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beckden | High School Teacher | (Level 1) Educator

Posted September 25, 2011 at 10:43 AM (Answer #42)

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The argument that "students are smart and crafty", so they will "blow off" studying because I allow them to retake tests makes absolutly no sense to me.

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ariana3316 | Student, Grade 9 | eNotes Newbie

Posted September 27, 2011 at 12:49 AM (Answer #43)

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No. I always disagreed on the idea. If students are allowed to retake tests, it gives them the freedom to laze about and then lowering their sats level/ Work level. I never retake tests and I just agree on what I have done in the test. Students like me should just do the work the first time and let it be over and done with and teachers should see that retaking tests is not the appropriate way of dealing with tests.

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ravinderrana | High School Teacher | Honors

Posted September 27, 2011 at 2:08 AM (Answer #44)

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 My point of view is entirely different. The major aim of education is to ensure that at the end of the day, the benefit of any exam should go to the student. One thing we all have to accept is that failing a child is no way of making him/her learn. Therefore, even if the child is allowed a retest that gives him confidence and improves his grades, there is no harm done.

But such an exercise should be practised with caution. No way am I endorsing a practice that the student takes advantage of. What has to be assessed is whether a particular format helps widen the vision of child's learning. If he gains, let him take a retest on a few occasions, but do not make it a wrong precedence.

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jackie96321 | Student | eNoter

Posted September 28, 2011 at 11:40 AM (Answer #46)

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YES! i as a student have retaken a test. its helpful for us as students to retake a test.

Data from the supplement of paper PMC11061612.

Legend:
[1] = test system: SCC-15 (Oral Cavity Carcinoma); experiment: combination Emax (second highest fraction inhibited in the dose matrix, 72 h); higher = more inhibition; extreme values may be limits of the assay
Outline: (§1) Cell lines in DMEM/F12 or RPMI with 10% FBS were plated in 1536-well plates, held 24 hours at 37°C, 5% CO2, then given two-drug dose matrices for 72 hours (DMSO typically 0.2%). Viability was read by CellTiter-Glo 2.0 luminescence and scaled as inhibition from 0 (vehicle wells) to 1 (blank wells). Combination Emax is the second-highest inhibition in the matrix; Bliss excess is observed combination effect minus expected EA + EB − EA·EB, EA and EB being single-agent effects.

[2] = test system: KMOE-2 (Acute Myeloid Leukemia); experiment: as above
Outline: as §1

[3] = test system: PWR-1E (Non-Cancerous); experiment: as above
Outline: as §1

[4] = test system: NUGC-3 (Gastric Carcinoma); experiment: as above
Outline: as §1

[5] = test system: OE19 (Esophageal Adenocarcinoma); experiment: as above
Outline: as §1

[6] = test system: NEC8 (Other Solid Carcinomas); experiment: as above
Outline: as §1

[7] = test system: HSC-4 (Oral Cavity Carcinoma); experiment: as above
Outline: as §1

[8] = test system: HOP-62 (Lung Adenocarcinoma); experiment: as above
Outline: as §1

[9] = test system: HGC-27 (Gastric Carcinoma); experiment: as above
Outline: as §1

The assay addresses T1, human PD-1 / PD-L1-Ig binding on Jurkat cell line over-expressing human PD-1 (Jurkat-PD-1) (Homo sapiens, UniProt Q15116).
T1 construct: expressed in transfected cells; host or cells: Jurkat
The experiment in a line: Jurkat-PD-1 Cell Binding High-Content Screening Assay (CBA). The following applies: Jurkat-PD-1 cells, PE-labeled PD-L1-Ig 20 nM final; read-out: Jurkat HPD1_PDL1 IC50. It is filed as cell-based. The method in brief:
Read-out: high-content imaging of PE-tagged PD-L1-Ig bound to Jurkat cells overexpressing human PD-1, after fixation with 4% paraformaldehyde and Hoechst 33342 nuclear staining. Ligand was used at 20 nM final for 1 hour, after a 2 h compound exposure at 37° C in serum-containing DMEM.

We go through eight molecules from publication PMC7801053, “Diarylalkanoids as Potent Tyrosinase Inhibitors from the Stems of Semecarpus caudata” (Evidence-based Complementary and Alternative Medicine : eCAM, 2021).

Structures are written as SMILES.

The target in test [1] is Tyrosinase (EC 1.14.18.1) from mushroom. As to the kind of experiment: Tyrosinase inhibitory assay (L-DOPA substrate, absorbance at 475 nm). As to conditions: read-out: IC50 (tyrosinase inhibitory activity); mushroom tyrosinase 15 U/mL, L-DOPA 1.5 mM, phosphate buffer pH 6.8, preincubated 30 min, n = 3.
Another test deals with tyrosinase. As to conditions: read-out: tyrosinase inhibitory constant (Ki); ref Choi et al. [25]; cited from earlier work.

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jbrenw | Student, Grade 9 | Honors

Posted September 29, 2011 at 3:11 AM (Answer #47)

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Yes

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postcardfromparis1 | Student, Grade 11 | eNoter

Posted October 2, 2011 at 1:09 PM (Answer #48)

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I agree with #4. I feel like students should not be able to retake a test; but go over the test, and fix any thing they did wrong, and get half credit for that problem.

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swimmy-megan | Student, Grade 10 | eNoter

Posted October 3, 2011 at 9:56 PM (Answer #49)

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of course students should be able to re take tests !!!!!!!!!!!!

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figlover | Student, Undergraduate | Honors

Posted October 4, 2011 at 10:47 PM (Answer #50)

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It depends.

First of all, students should never be allowed to take the same test. Not only will they take it better cuz they already know the questions, but also that kind of test lost its purpose. What's point of taking the test when the students already know the questions and answers. To retake in that situation will be for the sake of grades only. Although there can be an exception; if students do not know the answers, they can study by looking up the answers.

But, if it different test with different questions, i think some students should be allowed to retake the test. THey may be sick during the test, or grandma died on the exam day, that kind of situation happens, and i think there should be  back up plan for that kind of situation.

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paisleysucks52 | Student, Grade 9 | eNoter

Posted October 6, 2011 at 6:49 AM (Answer #51)

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yes because they might get a better grade the second time around.Also because it helps them grow and it makes the world go round

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s4ukgp | College Teacher | Honors